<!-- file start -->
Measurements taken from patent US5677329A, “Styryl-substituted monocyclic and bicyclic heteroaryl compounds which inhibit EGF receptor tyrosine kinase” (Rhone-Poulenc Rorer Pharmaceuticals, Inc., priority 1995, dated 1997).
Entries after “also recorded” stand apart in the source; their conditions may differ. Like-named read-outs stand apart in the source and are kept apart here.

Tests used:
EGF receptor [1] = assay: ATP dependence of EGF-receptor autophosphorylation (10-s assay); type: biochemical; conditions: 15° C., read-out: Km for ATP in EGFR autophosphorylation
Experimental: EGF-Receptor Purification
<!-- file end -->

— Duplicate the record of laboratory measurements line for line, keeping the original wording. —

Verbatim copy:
Measurements taken from patent US5677329A, “Styryl-substituted monocyclic and bicyclic heteroaryl compounds which inhibit EGF receptor tyrosine kinase” (Rhone-Poulenc Rorer Pharmaceuticals, Inc., priority 1995, dated 1997).
Entries after “also recorded” stand apart in the source; their conditions may differ. Like-named read-outs stand apart in the source and are kept apart here.

Tests used:
EGF receptor [1] = assay: ATP dependence of EGF-receptor autophosphorylation (10-s assay); type: biochemical; conditions: 15° C., read-out: Km for ATP in EGFR autophosphorylation
Experimental: EGF-Receptor Purification